Another very common source of these large maggots in and near homes will be decomposing garbage. One of the reasons that we have weekly garbage service in our country is so that our waste can be removed in a time period less than it normally takes flies to complete their life cycle. We throw a lot of organic material into our trash cans - meat byproducts, vegetable trimmings, leftover foods that are no longer wanted - and we keep a lid on the can (hopefully). The lids are not always tight-fitting, and because it's enclosed a nice humid and warm environment exists that speeds up the decomposition process and the breeding of the flies. Clean waste receptacles will greatly reduce the flies around your home.
Just to complete this thought on reducing fly problems around your home, realize that most of our "filth flies" are not too picky about what kind of rotting organic material their larvae feed on. Whether it is plant or animal matter, as long as it is nutritious and decomposing it becomes fly food. If you have pets that use the yard for a bathroom their droppings can be a huge source of fly production, and should be cleaned up at least once each week. Lawn clippings often get tossed into piles, and shortly will begin to rot within the pile and produce the perfect conditions for maggots to live and grow. Improperly maintained compost piles also may offer sections of rotting materials. If you are in an area of the country where garden snails are abundant, and you kill off large numbers of them with snail bait, even these small corpses will produce great numbers of flies. Cleanup and good yard maintenance are important concepts in fly control.
The second wave of insects to feed on a dead animal, once the flies have done what they can with it, may be carpet beetles. We often think of carpet beetles only as those darned bugs that eat holes in our clothing, generally fabrics made from wool or other animal fibers. It's very hard to feel sympathy for the carpet beetles, which are only doing what nature intended as they recycle dead animal materials, when they are destroying a favorite sweater or jacket. But, hair is hair, and even though we may have done something fancy with it, by dying it and turning it into a fabric, Mother Nature is still determined to return all of that nutrition back to the soil. To termites your house is just one big dead tree, and to carpet beetles your wool clothing is just dead animal hair. By removing dead animals from your attic, if you perform your own rodent control, you may prevent the introduction of a great many carpet beetles to your home, and help keep other things protected as well.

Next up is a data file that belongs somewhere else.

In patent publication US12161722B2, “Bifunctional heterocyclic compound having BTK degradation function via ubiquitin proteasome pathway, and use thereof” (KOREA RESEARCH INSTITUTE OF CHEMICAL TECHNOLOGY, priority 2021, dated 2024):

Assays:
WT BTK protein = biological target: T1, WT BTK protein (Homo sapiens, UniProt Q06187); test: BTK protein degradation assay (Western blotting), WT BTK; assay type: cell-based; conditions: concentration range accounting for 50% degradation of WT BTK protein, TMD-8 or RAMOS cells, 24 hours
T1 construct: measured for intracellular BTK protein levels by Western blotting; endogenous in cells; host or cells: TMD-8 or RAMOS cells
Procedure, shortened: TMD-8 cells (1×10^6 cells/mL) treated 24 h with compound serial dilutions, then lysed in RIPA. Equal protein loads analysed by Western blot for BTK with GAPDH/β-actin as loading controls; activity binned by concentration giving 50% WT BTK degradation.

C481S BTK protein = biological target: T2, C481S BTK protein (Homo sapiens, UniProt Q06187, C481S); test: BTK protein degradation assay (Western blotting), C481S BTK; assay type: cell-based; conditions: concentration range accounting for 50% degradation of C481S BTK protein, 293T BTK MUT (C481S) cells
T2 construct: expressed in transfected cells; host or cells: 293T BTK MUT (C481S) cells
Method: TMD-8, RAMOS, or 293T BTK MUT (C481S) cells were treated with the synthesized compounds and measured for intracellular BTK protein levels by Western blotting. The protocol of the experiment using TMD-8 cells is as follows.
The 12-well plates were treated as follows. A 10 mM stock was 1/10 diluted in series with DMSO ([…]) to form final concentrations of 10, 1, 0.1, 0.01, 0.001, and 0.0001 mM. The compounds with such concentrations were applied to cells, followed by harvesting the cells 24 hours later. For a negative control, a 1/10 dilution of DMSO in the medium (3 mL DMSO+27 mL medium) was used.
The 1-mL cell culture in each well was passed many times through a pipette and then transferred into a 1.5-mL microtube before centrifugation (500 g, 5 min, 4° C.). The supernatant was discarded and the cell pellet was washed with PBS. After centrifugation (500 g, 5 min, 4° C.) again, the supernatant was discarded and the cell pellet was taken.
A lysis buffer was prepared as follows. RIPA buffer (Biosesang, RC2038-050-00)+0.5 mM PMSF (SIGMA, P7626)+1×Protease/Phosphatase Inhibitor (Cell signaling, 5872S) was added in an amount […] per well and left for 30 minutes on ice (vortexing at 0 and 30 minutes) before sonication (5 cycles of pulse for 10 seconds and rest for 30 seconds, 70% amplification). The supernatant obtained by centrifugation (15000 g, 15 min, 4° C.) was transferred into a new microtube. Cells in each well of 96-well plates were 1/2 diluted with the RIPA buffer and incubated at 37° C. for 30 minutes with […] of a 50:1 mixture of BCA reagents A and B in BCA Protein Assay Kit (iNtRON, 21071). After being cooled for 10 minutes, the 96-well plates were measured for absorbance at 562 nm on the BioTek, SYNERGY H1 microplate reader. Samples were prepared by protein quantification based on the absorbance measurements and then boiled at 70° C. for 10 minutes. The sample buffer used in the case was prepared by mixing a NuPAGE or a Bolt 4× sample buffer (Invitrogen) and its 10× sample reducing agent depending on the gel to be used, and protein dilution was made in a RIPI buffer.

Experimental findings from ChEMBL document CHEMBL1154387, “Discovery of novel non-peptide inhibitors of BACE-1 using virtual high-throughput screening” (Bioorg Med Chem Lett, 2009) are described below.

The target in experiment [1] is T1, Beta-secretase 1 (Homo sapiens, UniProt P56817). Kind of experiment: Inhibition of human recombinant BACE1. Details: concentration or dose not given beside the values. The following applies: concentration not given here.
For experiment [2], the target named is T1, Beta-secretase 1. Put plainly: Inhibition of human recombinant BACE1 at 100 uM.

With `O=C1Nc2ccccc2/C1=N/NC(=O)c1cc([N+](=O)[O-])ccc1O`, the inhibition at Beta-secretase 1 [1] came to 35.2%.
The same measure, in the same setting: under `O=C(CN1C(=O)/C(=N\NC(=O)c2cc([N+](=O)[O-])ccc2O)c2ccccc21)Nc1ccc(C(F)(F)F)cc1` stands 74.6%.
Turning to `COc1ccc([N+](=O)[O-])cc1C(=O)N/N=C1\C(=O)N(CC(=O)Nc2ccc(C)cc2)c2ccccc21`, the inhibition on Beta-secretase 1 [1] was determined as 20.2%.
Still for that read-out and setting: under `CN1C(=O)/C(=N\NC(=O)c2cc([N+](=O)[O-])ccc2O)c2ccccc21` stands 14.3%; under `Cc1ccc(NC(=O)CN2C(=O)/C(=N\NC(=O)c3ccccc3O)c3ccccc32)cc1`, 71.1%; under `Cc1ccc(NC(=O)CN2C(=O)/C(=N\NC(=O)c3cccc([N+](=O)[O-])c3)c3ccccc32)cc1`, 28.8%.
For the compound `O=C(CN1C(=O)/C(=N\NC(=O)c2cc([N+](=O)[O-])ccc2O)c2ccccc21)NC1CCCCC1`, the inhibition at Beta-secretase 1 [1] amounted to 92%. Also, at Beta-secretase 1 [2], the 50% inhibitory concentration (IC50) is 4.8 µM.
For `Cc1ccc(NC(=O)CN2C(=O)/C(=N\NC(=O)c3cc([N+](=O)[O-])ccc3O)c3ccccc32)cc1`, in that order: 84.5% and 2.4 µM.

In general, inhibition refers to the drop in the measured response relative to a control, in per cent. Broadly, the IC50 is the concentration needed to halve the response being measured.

One of the final bugs to feed on an animal carcass will be another group of beetles called Hide Beetles. They are related to the carpet beetles, but instead of eating the hair or feathers (if it's a bird, of course) the hide beetles feed on the last bits of flesh and skin. They are so effective at their role that museums will even employ squads of hide beetles to help them clean off the bones of animals when they want a clean skeleton for their museum display.
This road kill café took an interesting turn a number of years ago, and it has become an extremely important science in crime scene investigations. The knowledge of just what kinds of insects will be found in a dead animal, in a particular situation, and how long they and their life stages will be there, is of tremendous help to law enforcement in determining many facts about a crime such as a murder. When a human body is discovered an immediate gathering of evidence takes place, including collecting and preserving any insects found on that body. If maggots are present it can be very accurately determined how long that body must have lain at that place, based on the kinds of flies represented and how long it would have taken for the larvae to grow to the stage found there. This knowledge helps to pinpoint the time of death and other factors involving the crime, and can be of importance in solving the crime and implicating the person responsible for it. This science is referred to as Forensic Entomology.